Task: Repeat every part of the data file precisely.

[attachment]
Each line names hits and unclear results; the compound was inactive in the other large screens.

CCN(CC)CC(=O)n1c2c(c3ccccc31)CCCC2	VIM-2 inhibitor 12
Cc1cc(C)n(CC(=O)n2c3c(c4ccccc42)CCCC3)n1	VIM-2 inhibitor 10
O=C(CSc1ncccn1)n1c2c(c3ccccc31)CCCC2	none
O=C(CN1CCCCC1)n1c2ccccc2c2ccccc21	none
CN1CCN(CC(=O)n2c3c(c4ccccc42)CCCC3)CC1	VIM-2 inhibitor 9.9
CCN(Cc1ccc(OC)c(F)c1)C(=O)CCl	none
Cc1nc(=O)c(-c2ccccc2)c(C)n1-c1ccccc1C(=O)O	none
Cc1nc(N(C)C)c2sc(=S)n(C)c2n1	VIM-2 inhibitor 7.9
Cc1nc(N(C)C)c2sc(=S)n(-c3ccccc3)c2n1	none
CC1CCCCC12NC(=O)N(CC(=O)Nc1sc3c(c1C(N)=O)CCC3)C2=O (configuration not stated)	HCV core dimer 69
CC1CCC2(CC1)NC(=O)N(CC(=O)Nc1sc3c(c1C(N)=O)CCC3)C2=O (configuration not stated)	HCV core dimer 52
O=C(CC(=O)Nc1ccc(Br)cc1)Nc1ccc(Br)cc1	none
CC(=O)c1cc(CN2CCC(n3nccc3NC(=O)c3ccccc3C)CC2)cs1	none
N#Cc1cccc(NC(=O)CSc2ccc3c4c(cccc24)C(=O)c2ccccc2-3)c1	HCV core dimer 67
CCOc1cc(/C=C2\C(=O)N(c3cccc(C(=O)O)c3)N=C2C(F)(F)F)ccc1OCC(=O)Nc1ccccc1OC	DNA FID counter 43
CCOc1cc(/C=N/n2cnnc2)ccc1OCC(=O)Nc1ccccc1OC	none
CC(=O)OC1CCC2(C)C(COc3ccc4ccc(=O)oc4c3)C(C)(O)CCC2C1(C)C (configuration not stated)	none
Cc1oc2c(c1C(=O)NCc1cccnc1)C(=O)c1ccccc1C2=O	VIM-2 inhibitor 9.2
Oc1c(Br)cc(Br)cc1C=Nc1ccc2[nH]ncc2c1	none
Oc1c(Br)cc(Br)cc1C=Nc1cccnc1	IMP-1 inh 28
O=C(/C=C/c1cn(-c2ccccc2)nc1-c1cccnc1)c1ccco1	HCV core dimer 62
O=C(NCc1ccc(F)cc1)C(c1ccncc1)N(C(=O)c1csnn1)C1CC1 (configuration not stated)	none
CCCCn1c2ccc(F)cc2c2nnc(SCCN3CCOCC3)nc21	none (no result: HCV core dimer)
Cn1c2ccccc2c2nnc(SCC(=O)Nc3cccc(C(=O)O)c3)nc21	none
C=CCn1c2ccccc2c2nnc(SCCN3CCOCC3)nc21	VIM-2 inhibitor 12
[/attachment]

Each line names hits and unclear results; the compound was inactive in the other large screens.

CCN(CC)CC(=O)n1c2c(c3ccccc31)CCCC2	VIM-2 inhibitor 12
Cc1cc(C)n(CC(=O)n2c3c(c4ccccc42)CCCC3)n1	VIM-2 inhibitor 10
O=C(CSc1ncccn1)n1c2c(c3ccccc31)CCCC2	none
O=C(CN1CCCCC1)n1c2ccccc2c2ccccc21	none
CN1CCN(CC(=O)n2c3c(c4ccccc42)CCCC3)CC1	VIM-2 inhibitor 9.9
CCN(Cc1ccc(OC)c(F)c1)C(=O)CCl	none
Cc1nc(=O)c(-c2ccccc2)c(C)n1-c1ccccc1C(=O)O	none
Cc1nc(N(C)C)c2sc(=S)n(C)c2n1	VIM-2 inhibitor 7.9
Cc1nc(N(C)C)c2sc(=S)n(-c3ccccc3)c2n1	none
CC1CCCCC12NC(=O)N(CC(=O)Nc1sc3c(c1C(N)=O)CCC3)C2=O (configuration not stated)	HCV core dimer 69
CC1CCC2(CC1)NC(=O)N(CC(=O)Nc1sc3c(c1C(N)=O)CCC3)C2=O (configuration not stated)	HCV core dimer 52
O=C(CC(=O)Nc1ccc(Br)cc1)Nc1ccc(Br)cc1	none
CC(=O)c1cc(CN2CCC(n3nccc3NC(=O)c3ccccc3C)CC2)cs1	none
N#Cc1cccc(NC(=O)CSc2ccc3c4c(cccc24)C(=O)c2ccccc2-3)c1	HCV core dimer 67
CCOc1cc(/C=C2\C(=O)N(c3cccc(C(=O)O)c3)N=C2C(F)(F)F)ccc1OCC(=O)Nc1ccccc1OC	DNA FID counter 43
CCOc1cc(/C=N/n2cnnc2)ccc1OCC(=O)Nc1ccccc1OC	none
CC(=O)OC1CCC2(C)C(COc3ccc4ccc(=O)oc4c3)C(C)(O)CCC2C1(C)C (configuration not stated)	none
Cc1oc2c(c1C(=O)NCc1cccnc1)C(=O)c1ccccc1C2=O	VIM-2 inhibitor 9.2
Oc1c(Br)cc(Br)cc1C=Nc1ccc2[nH]ncc2c1	none
Oc1c(Br)cc(Br)cc1C=Nc1cccnc1	IMP-1 inh 28
O=C(/C=C/c1cn(-c2ccccc2)nc1-c1cccnc1)c1ccco1	HCV core dimer 62
O=C(NCc1ccc(F)cc1)C(c1ccncc1)N(C(=O)c1csnn1)C1CC1 (configuration not stated)	none
CCCCn1c2ccc(F)cc2c2nnc(SCCN3CCOCC3)nc21	none (no result: HCV core dimer)
Cn1c2ccccc2c2nnc(SCC(=O)Nc3cccc(C(=O)O)c3)nc21	none
C=CCn1c2ccccc2c2nnc(SCCN3CCOCC3)nc21	VIM-2 inhibitor 12